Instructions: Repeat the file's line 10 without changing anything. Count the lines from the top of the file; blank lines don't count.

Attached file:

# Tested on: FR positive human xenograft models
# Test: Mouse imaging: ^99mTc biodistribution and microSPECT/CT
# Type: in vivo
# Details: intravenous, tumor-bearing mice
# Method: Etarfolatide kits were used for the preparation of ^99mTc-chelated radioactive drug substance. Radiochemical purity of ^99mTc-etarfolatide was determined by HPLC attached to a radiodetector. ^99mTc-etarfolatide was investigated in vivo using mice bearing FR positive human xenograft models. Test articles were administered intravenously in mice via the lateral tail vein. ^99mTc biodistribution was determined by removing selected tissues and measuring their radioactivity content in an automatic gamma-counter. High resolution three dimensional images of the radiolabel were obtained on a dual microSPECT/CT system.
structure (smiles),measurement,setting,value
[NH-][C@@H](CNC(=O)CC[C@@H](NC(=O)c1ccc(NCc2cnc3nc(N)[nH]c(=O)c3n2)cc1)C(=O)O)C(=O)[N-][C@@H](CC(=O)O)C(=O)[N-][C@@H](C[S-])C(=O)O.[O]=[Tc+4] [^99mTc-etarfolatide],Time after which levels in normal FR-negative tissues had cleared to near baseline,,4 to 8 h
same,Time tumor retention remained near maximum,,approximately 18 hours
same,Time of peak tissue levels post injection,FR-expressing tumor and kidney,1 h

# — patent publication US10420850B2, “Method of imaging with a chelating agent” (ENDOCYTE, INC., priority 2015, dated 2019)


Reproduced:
# — patent publication US10420850B2, “Method of imaging with a chelating agent” (ENDOCYTE, INC., priority 2015, dated 2019)